A Visit to Northern Botswana Continued
JAO CAMP, OKAVANGO DELTA
Having taken my farewell of the Kalahari for a while, I was driven back to Maun where I got back on a small plane for the half hour flight or so, to Jao in the western part of the Okavango Delta. What more is there to be said about Jao other than that it is perfect. Since way back to when we first visited it in 2000, not long after it was opened, Jao has been on our ‘Groundhog Day’ list - a place where you can wake up every morning for the rest of your life and be happy.
The rooms are gorgeous: massive, romantic, dramatic, the stuff of dreams. The same adjectives can be applied to the rest of the property: the main lounge and bar area, the outside seating areas, the library, and extending right out to the gym and spa. Even the dingiest of camps can look romantic at night, but Jao passes the daylight test with flying colors. Does it still look good in the unflattering glare of the midday sun? Definitely yes. Which puts it in very select company.
Dinner was predictably excellent on the night I was there. Even the most jaded of travelers will long remember nightfall at Jao. The sensational views of the sun setting over the Delta, the soft pink glow lasting for what seems to be hours as the birds go silent, the reed frogs start up to their metallic clinks, and the last few baboon noises dying away as they settle down in the trees.
On an afternoon boating outing I caught (and released) a decent-sized tiger fish, much to my surprise and much to the delight of the guide, who was even happier about it than me. Even if I hadn’t caught a thing, it would have been a great afternoon. Being in a small aluminum skiff exploring the bywaters and lagoons of the Okavango Delta can easily push you into a Walter Mitty moment. There you are, expertly piloting the craft along the deceptively serene-looking waterways, taking just the right line to smoothly glide around a tight corner. Fortunately, the imaginary helmsman doesn’t have to concern himself with the myriad of unseen obstacles lurking below the surface. Shallow sand-banks, hidden tree stumps and sometimes - a misplaced hippopotamus. Those ones that are supposed to be in deeper water…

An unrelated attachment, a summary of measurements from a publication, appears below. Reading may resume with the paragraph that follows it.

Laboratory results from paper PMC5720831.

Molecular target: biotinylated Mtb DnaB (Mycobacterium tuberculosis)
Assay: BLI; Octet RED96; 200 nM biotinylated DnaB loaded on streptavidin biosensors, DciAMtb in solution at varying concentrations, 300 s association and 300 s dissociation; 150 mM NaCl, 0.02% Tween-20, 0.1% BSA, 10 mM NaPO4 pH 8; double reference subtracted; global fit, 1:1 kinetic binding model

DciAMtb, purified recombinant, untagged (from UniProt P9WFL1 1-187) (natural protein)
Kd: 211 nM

Our morning game drive at Jao was fairly uneventful except that I got a couple of nice bird photos including a Plainbacked Pipit and a Malachite Kingfisher in superb morning light. To be sure, there were lots of elephants around and some general plains game. Ordinarily, we’d advise guests at Jao to take a day outing to nearby Hunda Island, if they are keen to see predators such as leopards and lions, among others.
Upon my return to Jao, there was a surprise waiting for me: a 20-minute helicopter flight over the Delta with Helicopter Horizons, courtesy of Wilderness Safaris. What a treat and what a special experience! This was fast turning into the ‘helicopter trip’. Great to start working on a new skill, aerial photography.